10.  Don't expect an easy ride.  Despite my good fortune at times along the way, there have also been crushing blows.  I know exactly what it feels like to be rejected, I've had more applications refused than accepted, I've been made redundant, I've gambled money on shows and lost.  It hurts. BUT the only thing you can do is pick yourself back up, dust yourself off and carry on.  Success isn't instantaneous.  You have to be tough and you have to work bloody hard for it.  So why rush? Remember your building a career.  I know I'm in it for the long game!


all images from google.

Friday, 15 May 2015

Cambrian Wool Challenge . . .

Back in March I was accepted to take part in the Cambrian Wool Challenge 2015Cambrian Mountains Wool is an initiative of the Cambrian Mountain Farmers CIC, supported by its patron, His Royal Highness The Prince of Wales, in order to raise awareness amongst consumers about the unique, natural and sustainable benefits offered by wool.  Encouraging collaboration between the community of wool producers, designers, retailers, manufacturers, artisans and interior designers living within the Cambrian Mountain region of mid-Wales, the Campaign aims to educate producers and consumers about the versatility of wool, and reconnecting them with its myriad uses.  The challenge was set for emerging or established designer-makers to create products using 100% Cambrian Mountain wool.  The aim: to demonstrate the versatility and beauty of their wool.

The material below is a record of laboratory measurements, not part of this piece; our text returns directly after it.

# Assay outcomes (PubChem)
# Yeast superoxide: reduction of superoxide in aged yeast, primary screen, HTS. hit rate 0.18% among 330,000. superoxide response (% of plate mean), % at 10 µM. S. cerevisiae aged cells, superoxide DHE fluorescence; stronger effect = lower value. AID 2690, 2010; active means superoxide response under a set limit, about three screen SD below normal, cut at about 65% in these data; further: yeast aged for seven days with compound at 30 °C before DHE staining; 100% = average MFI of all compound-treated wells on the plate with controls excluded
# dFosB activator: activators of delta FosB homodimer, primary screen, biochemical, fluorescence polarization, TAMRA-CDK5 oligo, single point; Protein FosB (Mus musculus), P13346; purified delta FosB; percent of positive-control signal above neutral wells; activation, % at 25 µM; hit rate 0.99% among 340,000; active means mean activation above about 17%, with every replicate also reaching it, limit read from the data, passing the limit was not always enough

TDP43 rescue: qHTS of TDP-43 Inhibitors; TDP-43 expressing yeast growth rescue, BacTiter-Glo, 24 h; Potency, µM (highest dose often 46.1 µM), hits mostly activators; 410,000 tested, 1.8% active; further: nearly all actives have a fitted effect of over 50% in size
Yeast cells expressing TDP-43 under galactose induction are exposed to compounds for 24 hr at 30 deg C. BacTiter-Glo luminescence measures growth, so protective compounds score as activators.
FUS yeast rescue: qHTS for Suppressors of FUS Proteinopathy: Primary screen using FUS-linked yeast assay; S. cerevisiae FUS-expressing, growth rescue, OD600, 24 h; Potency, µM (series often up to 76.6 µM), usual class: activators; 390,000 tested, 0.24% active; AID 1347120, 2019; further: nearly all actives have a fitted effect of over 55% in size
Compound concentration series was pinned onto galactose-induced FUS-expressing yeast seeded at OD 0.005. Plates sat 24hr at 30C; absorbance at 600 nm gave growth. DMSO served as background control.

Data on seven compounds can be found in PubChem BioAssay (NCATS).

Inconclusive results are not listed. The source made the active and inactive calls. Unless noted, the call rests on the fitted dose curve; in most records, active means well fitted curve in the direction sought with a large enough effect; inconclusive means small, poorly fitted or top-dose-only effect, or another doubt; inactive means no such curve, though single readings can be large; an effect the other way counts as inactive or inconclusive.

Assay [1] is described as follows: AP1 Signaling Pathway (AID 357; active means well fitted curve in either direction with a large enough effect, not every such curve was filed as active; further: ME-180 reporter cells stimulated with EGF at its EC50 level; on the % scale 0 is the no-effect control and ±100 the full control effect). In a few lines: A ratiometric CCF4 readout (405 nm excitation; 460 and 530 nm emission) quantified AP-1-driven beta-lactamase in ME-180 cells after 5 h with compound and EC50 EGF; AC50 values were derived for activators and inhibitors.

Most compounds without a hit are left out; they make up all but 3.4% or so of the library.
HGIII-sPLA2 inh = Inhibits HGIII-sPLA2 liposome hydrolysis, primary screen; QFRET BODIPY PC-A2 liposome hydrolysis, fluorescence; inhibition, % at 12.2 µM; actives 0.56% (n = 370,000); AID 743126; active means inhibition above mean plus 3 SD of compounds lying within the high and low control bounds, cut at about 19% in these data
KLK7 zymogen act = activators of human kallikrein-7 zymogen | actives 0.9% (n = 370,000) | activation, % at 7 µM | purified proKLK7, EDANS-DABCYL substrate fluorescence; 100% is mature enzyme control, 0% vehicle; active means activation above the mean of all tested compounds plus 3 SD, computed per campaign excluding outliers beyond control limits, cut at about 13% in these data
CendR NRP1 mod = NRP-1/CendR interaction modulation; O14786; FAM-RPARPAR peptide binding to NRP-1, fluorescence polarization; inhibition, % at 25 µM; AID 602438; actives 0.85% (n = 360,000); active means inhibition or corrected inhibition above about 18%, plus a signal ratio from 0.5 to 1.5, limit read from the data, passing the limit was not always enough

From over 100 entries, 35 designers were selected to take part and very luckily for me, I was one of them. 

I wanted to develop new work that would intersect the disciplines of weave, knit and stitch.  This is something I have been keen to explore for quite some time and touched on whilst studying my Masters.  Breaking away from my usual style of working with highly colourful yarns, I chose instead to work with the Cambrian wool in its natural tone.  The creation of the fabric was concentrated around the development of texture and unusual 3 dimensional effects.  Having looked at intricate cable knits, macramé and rope knotting techniques for inspiration, I developed some fabric samples which combined French knitted tubing with finer spun yarns on the loom.  The ideas for the formation of the two scarves then grew from there.  The first scarf, which is the more complex, had over 20 meters of French knit woven into the piece.  The cord weaves through the cloth and then links back on itself, snaking its way through the entirety of the scarf.  A central cable was added into the scarf once it had been cut from the loom, which runs from a central knot, through the loops created during the weaving, down to the ends of the scarf.  The second piece concentrates on creating a complex textured border as a highlight on either end of the scarf.